The Freedom of Navid Leahy

BOOK: The Freedom of Navid Leahy
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Eleven-year-old Navid Leahy awoke to darkness, his dream of slaying giants still rambling through his mind. It was a sweltering summer morning even though the sun was just beginning to rise. Navid's skin was sticky with sweat, and his hair was so damp, it felt like he'd been caught out in a summer storm. At some point during his fitful sleep, he'd kicked off his sheet and dropped his stuffed rabbit, which he wouldn't admit to anyone that he still kept with him during the night.

The eastern sky was rose-colored just above the ragged rooftops of South Sevenna. Through his open window, Navid could see the towering masts of the ship rising above the rooftops several blocks away in Mast Square, and his heart lurched. Today was the day he would confront Aron, his former friend and current enemy, near the square. In years past, the two spent many happy hours playing around the grounded ship and even more hours debating the mysterious circumstances that might have brought it so far inland from the harbor. But Aron had turned spiteful and mean, and Navid refused to be the target of his hate anymore.

Navid slipped out of bed, pulled on his too-short trousers, and ignored the wash basin in the corner of the tiny room. He thudded down on his knees to search under his cot for his woolen socks. They made his feet itch in the heat, but without them, his leather boots rubbed his heels raw. Someday, he'd like a pair of the canvas Litball shoes like the Seminary Lads wore. But such things were only sold in North Sevenna to the wealthy sons of the ruling class, and anyway, Navid knew he should be grateful to have his boots. Most cottager children spent the summer barefoot, but Navid didn't want to cut his foot and have it get infected from the filthy streets, like his friend Will, who was stuck inside for weeks and almost lost his leg.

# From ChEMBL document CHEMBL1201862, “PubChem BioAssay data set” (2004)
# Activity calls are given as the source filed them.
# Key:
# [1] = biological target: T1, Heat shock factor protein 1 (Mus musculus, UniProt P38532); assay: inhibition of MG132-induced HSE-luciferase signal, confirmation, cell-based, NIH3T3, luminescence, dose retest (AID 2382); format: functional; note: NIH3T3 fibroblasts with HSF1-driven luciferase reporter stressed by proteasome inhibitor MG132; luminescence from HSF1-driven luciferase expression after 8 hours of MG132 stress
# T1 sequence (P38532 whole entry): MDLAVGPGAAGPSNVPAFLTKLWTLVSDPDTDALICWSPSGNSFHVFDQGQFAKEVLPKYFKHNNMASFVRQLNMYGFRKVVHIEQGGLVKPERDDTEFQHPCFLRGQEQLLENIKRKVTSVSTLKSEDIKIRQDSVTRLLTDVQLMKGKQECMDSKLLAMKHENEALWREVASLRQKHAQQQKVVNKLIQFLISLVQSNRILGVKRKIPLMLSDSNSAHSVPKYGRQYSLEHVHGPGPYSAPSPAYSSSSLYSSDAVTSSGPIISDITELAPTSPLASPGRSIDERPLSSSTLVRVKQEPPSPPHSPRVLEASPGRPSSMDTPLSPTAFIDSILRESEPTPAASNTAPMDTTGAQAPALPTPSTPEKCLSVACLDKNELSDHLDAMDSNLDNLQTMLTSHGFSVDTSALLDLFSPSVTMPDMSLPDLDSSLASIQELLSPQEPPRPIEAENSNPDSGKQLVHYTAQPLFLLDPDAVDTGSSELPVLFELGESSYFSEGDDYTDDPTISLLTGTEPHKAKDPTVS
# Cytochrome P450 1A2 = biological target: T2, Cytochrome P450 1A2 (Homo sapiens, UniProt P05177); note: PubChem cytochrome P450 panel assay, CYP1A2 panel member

“I bet Kilkeer didn't wear shoes,” Navid whispered to the dark house as he crept down the hall pretending he was the ranger from the giant-slaying saga, the most important story to the cottager people—
Navid's
people. Their teacher, Mr. Baine, had been telling them the story at the end of their lessons. Kilkeer was the greatest cottager that ever lived: wise as a spider, fierce as a wolverine, and cunning as a wolf. Unexpectedly, all the other students already knew Kilkeer's heroic exploits by heart, and while Navid knew the gist of the story, he'd never heard the details before.

As he stealthily approached the kitchen, Navid unleashed an imaginary bow and silently crept into the Great Northern Forest, just as Kilkeer did at the beginning of the saga. His people were being tormented by the Giant of Red Lake and only the bravest—

“Ah!” Navid yelped, surprised to see his father, Brian Leahy, sitting at the table, sipping a mug of coffee and reading a newspaper.

“Good morning, Navid,” his father said, nonplussed by his son's dramatic entrance. “I didn't mean to startle you.”

Navid surveyed the tidy kitchen, which was his favorite room in the house. There was a large wooden table where they could host friends at mealtimes and two rocking chairs in front of the open fireplace, which was always cold during the summer months. A small fire was already burning in the cookstove and a pot of porridge bubbled on top. The back door was cracked open to let in a nonexistent breeze.